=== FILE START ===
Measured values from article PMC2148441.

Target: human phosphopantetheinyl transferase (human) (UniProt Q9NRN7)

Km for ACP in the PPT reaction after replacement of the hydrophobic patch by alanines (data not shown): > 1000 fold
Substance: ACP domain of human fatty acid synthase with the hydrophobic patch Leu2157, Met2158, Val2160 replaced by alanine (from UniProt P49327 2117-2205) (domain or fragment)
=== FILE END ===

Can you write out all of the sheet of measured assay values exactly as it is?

Measured values from article PMC2148441.

Target: human phosphopantetheinyl transferase (human) (UniProt Q9NRN7)

Km for ACP in the PPT reaction after replacement of the hydrophobic patch by alanines (data not shown): > 1000 fold
Substance: ACP domain of human fatty acid synthase with the hydrophobic patch Leu2157, Met2158, Val2160 replaced by alanine (from UniProt P49327 2117-2205) (domain or fragment)